Insurance expert witnesses may write reports and opine on property insurance, homeowner’s insurance, and insurance companies. In the wake of homes destroyed throughout the country, attorneys at Alvarez & Barbara, LLP, explain replacement cost and extended replacement cost:
Unfortunately, many of those homeowners will soon discover that their insurance won’t cover all of their rebuilding cost.
Replacement cost. This covers the cost of repairing or replacing your home, based on a set dollar amount. However, one of the problems with this coverage is that it often times does not reflect the increase in the cost of construction and labor since you took out your policy in your community. If your community is destroyed by a natural disaster, then that means that there could be higher demand for such construction and labor needs, and that will inevitably push up the cost of repairing and replacing your home.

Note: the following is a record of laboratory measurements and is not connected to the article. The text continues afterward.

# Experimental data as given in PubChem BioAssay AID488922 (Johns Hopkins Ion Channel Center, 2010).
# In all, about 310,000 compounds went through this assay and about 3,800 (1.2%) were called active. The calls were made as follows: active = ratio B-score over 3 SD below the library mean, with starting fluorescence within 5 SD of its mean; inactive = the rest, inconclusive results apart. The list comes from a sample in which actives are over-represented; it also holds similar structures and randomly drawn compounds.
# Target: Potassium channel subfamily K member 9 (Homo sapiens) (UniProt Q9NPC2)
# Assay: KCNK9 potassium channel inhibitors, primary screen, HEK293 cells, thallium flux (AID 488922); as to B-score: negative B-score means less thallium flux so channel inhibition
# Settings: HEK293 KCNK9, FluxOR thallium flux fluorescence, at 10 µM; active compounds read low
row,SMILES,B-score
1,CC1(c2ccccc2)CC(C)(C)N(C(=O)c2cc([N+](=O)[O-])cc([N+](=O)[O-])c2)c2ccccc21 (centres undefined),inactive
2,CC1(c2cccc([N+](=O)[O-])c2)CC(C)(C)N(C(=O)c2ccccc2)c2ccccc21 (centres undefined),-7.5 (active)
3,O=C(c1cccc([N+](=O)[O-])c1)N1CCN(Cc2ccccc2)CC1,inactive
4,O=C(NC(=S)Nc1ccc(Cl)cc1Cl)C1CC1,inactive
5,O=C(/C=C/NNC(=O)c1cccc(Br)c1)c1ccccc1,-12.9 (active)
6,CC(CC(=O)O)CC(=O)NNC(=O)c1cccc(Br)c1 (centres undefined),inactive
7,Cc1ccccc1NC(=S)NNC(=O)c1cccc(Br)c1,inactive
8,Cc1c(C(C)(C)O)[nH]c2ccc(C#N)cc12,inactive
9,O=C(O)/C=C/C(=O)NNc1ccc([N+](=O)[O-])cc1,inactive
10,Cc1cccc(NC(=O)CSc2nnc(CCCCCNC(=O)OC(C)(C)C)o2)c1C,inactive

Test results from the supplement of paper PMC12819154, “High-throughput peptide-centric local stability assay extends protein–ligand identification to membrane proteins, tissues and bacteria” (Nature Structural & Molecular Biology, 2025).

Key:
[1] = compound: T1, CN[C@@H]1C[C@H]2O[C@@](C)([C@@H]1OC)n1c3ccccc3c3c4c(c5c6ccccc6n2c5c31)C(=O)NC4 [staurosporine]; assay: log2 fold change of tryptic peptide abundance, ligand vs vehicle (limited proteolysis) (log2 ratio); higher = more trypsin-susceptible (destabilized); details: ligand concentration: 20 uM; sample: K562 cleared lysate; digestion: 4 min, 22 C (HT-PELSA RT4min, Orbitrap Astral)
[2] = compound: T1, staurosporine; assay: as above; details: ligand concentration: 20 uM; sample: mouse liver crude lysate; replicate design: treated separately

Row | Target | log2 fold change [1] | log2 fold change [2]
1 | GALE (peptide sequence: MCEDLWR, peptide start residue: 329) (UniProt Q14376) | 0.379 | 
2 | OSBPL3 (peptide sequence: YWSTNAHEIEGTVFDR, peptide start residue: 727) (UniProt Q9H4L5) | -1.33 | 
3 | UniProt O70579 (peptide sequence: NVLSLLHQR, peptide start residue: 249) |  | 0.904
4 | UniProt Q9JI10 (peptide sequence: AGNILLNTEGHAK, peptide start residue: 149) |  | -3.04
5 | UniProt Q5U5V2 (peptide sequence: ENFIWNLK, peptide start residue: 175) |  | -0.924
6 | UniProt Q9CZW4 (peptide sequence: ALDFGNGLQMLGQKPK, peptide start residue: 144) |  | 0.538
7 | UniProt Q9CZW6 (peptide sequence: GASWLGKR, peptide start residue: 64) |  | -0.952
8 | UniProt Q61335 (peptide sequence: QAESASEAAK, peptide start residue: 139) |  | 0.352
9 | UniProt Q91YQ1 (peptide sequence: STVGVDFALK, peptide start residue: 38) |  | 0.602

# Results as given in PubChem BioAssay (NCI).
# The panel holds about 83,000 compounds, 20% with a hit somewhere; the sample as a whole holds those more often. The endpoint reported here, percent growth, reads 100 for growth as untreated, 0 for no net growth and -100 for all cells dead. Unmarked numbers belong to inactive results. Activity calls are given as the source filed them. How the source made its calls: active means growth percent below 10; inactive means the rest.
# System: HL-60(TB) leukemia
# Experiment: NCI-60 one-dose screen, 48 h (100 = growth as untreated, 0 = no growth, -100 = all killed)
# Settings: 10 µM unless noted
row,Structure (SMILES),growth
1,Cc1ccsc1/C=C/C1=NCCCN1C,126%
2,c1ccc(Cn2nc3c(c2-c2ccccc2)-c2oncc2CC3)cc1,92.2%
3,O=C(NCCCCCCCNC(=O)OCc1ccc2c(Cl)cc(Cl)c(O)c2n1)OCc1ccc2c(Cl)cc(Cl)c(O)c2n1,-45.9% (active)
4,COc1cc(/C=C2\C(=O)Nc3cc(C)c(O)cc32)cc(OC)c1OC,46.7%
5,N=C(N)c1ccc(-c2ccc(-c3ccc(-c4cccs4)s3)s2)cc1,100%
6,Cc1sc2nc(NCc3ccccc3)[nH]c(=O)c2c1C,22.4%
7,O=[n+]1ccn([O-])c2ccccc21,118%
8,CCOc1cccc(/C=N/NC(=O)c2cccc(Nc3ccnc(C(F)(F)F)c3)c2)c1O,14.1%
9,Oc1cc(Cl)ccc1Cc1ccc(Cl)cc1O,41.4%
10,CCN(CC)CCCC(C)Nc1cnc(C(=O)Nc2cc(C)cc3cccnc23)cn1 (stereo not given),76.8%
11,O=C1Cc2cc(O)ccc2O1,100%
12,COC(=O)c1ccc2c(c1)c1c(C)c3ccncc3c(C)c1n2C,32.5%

Extended replacement cost. Here, the insurance company agrees to pay a certain percentage above the replacement cost to account for inflation. So, for instance, if your replacement cost coverage is $250,000, extended replacement cost coverage will pay up to 120% of that, or $300,000. However, even with that additional percentage of coverage afforded for purposes of assisting and paying for the replacement cost, if you have not adjusted your numbers in sometime, you may still fall short in the event of a catastrophic disaster.
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